Europe's number one carmaker Volkswagen is not keen on celebrating the 75th birthday of its German home town of Wolfsburg on Sunday because of the long shadow cast by Adolf Hitler there.
"It was all just a bit of Nazi propaganda," a spokesman for the carmaker said, referring to the festivities 75 years ago when the Nazi leader laid the foundation stone for a factory that would build the "Kraft-durch-Freude" (KdF) (Strength through Joy) automobile that went on to conquer the world as "the People's Car".
By contrast, Wolfsburg's municipal authorities see cause for celebration, even if they have earmarked July 1 as the big day because that was when, in 1938 the official decree was signed marking the foundation of the "Town of the KdF car."
Barely 900 people lived there then.
Now more than 120,000 "Wolfsburgers" -- the new name dates from 1945 -- are set to celebrate their town's 75th anniversary.
Both VW and Wolfsburg have had varied histories.
The KdF Car, which became famous as the Beetle, did not go into mass production before World War II.
The factory mostly churned out vehicles for the Wehrmacht armed forces and other military equipment with thousands of slave labourers working in inhuman conditions for the arms industry.
At the laying of the factory's foundation stone on May 26, 1938, 80,000 troops assembled there while Hitler and the Beetle's designer Ferdinand Porsche drove past in an open-top car.
During the war, the factory was managed by Porsche's son-in-law Anton Piech.
It was his son Ferdinand Piech, as chief executive of VW at the end of the 1990s, who finally cut through the tangled Gordian knot of talks regarding compensation for the slave labourers.
VW set up its own compensation fund and opened its archives to historians and scholars to explore its Nazi past.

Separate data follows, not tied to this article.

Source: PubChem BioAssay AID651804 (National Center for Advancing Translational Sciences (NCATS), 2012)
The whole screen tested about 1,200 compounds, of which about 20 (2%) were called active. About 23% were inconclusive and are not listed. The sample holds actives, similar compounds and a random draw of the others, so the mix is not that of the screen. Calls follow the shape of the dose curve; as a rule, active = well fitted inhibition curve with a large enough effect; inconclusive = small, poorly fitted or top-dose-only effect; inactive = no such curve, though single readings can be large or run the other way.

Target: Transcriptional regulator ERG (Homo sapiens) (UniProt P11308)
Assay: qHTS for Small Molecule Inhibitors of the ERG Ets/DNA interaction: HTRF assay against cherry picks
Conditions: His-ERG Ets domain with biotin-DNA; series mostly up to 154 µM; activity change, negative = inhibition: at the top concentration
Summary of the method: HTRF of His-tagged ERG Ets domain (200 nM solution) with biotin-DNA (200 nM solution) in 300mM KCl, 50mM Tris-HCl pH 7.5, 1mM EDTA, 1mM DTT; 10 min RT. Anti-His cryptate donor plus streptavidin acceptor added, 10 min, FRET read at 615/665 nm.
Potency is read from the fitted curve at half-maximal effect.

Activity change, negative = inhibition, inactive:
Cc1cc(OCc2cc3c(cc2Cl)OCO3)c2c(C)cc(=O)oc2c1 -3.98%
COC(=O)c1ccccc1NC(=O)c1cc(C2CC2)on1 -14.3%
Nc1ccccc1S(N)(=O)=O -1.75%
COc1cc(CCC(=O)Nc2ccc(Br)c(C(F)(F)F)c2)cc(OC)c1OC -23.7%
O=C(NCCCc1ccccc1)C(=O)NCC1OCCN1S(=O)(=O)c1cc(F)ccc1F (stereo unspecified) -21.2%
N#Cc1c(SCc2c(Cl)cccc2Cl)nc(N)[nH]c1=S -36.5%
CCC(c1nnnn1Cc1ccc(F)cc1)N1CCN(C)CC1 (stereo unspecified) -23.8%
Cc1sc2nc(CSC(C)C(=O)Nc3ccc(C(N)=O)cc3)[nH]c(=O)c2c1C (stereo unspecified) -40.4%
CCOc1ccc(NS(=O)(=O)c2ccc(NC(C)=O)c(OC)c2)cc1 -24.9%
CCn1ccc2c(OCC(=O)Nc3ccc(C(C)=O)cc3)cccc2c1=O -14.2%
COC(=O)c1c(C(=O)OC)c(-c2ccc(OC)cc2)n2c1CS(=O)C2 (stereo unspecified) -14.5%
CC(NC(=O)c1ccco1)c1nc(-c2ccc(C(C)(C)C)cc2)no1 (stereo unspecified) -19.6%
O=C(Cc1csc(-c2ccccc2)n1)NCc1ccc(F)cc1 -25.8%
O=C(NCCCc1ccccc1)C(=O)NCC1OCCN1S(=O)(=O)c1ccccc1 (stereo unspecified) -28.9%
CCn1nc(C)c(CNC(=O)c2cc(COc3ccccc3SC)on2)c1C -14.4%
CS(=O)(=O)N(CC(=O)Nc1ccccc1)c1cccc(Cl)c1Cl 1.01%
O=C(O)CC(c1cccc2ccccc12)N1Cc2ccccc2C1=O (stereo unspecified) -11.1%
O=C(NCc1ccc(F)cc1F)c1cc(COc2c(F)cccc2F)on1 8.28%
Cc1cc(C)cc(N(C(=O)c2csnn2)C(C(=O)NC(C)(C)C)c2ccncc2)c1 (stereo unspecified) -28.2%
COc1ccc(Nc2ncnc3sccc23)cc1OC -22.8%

At this point, the Beetle was only being built in Mexico, long overtaken as the group's flagship by mass market models such as the Golf and the Passat.
Its subsidiary Audi was simultaneously transforming itself into a top-of-the-range producer, while Spanish unit SEAT and the Czech brand Skoda were also expanding.
VW also became the proud owner of luxury brands such as Bentley and Bugatti, Lamborghini and the motor cycle maker Ducati.
After taking over the reins of the supervisory board, patriarch Piech pressed ahead with the acquisition of truck makers MAN and Scania.
Even a scandal about "pleasure" trips for members of the works council could not prevent the group in its unstoppable rise to become Europe's leading carmaker.
Nor was it hindered by a bitter power struggle between the group's new majority shareholder Porsche and the regional state authorities of Lower Saxony with its so-called "golden share", or blocking minority.
When Porsche chief Wendelin Wiedeking failed in his bid to become the group's sole ruler in 2009, Piech made sure that Porsche remained in the group as another premium brand.
The battle for control between Stuttgart-based Porsche and VW was a highly sensitive matter not only for the VW's workforce but for Wolfsburg's municipal authorities as well.
Not only was VW's honour at stake with the prospect of becoming merely a subsidiary of Porsche, but the fate and long-term prosperity of Wolfsburg was under threat.
Thanks to VW, Wolfsburg has the most local tax revenues of anywhere in Lower Saxony.
More than 50,000 people work for VW in Wolfsburg which also boasts world-class museums and even a premiere league football team, VfL Wolfsburg.
It is almost a truism to say "VW is Wolfsburg", but the Wolfsburgers affectionately call their town "Golfsburg", a pun on the name of the group's popular small car.
And the town's daily rhythms are dictated by the sprawling auto plant's three shifts and it also moves down a gear when the plant shuts for the summer.
In the early 1990s, the town's home improvement stores experienced an unexpected boom when VW introduced a 28-hour working week in face of slumping sales.
Visitors to Wolfsburg can feel the thump of the pressing plants of Europe's biggest automobile plant beneath their feet.
However unlike neighbouring towns, it has no old churches, half-timbered houses or grand Wilhelminian villas -- the only thing older than 75 years are the trees in the town's forest.